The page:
Coast to coast

Two men cycle across America to raise money for cancer

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From left, John Gagne, 21, of New Hampshire and Aaron Smith, 22, of Pennsylvania pose on Main Street. The Sigma Chi fraternity brothers are cycling coast to coast this summer to raise money for cancer.

— Two bagels.

Two peanut butter and jelly sandwiches.

Two bikes.

One budding friendship.

One cause.

John Gagne and Aaron Smith, brothers in Sigma Chi fraternity, met one week ago.

Now they are cycling across America from San Jose, Calif., to Daytona Beach, Fla., to raise money for cancer.

John Gagne 21, an Aviation Business Administration major of Embry Riddle Aeronautical University of Daytona Beach, Florida started the mission.

Aaron Smith, 22, who graduated from Wake Forest this past year with a psychology major, made it official.

How did they meet?

Through Sigma Chi's mass e-mail.

"I sent e-mails to every Sigma Chi president in the nation asking if they would want to cycle America for cancer," Gagne said. "There was a lot of interest, but Aaron was most enthusiastic about the journey."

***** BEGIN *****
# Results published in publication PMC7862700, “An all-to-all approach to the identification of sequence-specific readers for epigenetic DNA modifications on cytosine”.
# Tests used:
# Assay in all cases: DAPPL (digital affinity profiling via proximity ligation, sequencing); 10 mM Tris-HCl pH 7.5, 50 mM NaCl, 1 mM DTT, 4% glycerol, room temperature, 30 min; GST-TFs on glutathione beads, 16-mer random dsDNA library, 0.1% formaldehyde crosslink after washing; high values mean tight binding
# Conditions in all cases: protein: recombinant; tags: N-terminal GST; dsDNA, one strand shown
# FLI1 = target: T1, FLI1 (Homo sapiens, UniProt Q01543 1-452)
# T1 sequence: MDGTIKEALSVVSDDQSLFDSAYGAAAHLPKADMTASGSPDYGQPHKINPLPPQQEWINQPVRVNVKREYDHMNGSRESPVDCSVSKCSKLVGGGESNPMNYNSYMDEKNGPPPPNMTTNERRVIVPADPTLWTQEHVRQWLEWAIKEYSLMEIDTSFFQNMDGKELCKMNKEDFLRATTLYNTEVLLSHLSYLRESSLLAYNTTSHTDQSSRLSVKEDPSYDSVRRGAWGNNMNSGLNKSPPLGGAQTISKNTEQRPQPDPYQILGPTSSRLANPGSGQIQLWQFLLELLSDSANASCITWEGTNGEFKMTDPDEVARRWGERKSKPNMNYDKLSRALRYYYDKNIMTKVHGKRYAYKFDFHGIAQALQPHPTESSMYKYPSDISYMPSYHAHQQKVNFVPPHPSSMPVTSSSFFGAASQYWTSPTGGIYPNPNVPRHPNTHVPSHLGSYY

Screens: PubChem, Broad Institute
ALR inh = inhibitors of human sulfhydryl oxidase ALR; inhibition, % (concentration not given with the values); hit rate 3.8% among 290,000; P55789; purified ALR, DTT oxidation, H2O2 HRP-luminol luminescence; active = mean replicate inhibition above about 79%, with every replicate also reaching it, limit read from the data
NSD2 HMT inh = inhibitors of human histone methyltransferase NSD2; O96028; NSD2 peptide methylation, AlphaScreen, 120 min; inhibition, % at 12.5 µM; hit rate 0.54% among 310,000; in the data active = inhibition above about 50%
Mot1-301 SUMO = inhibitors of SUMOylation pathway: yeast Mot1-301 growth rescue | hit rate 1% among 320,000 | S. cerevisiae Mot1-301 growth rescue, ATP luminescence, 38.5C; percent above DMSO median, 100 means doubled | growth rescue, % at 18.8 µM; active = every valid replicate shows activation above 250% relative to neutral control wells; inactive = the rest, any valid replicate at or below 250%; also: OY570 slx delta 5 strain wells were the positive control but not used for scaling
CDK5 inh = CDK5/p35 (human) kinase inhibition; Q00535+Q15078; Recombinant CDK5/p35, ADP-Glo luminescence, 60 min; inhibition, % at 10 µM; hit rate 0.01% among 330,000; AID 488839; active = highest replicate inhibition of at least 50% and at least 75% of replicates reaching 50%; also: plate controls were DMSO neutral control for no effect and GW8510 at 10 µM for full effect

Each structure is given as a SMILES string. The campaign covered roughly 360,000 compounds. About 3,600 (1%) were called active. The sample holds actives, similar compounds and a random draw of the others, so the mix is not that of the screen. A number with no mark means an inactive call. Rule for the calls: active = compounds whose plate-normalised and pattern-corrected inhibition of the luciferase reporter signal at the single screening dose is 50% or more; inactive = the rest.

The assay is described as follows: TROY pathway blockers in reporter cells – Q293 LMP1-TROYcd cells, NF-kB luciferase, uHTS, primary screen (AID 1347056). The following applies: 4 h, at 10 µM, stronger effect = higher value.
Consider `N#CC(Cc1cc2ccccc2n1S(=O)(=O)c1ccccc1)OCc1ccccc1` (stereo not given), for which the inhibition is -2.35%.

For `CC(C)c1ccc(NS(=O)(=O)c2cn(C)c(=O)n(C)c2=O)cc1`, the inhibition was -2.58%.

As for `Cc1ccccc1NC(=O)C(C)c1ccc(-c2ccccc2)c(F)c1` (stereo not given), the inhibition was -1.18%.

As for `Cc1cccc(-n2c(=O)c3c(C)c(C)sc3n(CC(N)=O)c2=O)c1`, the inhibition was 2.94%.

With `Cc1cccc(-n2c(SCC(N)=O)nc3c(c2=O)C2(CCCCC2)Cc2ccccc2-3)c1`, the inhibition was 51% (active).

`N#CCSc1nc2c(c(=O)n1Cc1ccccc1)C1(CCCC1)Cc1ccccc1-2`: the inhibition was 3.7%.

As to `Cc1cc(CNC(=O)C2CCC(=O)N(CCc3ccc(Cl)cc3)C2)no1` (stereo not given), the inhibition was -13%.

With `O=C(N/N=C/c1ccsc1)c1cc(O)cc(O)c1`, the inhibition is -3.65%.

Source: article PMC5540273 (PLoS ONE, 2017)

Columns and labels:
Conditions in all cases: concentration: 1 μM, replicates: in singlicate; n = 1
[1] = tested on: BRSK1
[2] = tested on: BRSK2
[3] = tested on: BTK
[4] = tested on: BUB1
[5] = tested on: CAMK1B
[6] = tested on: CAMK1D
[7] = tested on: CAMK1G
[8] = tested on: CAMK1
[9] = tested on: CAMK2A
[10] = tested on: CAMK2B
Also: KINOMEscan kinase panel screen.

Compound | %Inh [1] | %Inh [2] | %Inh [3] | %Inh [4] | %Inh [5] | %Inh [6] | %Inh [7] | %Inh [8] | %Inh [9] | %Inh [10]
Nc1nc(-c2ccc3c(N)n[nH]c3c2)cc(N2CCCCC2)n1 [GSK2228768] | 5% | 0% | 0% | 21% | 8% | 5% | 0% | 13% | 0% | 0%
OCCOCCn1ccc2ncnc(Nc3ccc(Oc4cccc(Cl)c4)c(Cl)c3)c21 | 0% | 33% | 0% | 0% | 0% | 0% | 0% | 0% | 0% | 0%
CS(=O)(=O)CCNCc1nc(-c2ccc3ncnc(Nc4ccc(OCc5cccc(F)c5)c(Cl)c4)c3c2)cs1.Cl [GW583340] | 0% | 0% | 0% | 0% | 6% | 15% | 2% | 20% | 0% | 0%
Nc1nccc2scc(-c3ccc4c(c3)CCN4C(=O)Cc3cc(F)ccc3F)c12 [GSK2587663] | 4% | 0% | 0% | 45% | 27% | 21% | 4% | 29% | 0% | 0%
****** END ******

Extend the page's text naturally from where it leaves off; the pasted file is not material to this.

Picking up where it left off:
Sigma Chi Leadership Organization promotes the fraternity brothers to give back to the community. The fraternities' philanthropy is the Huntsman Cancer Research Center.

The two men have already raised $18,000, which is $7,000 away from their goal of $25,000.

"Other nonprofit organizations put donated money into other funds to fund their trip," Smith said. "Every single penny we raise goes to cancer research. That is so important."

Smith's grandfather recently died of brain cancer.

His grandfather is the driving force behind him every mile.

"I want to help those suffering from cancer in the future," Smith said.

With 2,047 miles left to cycle until their final destination, Gagne is thankful for the people's generosity.

"The relationships we have created along the way are priceless," Gagne said. "People will call us from a town we just visited while we are on the road and ask us how they can help."

Both are from the East coast so the small town hospitality and open spaces are something new.

But community involvement is not new for Gagne, who was a participant in Relay for Life in his hometown of Cornish, N.H.

When informed about Craig's first annual Relay for Life on Friday, Gagne had no doubt the event would bring success.

"This town seems really involved and will be able to make a difference," Gagne said. "The relay is a powerful event."

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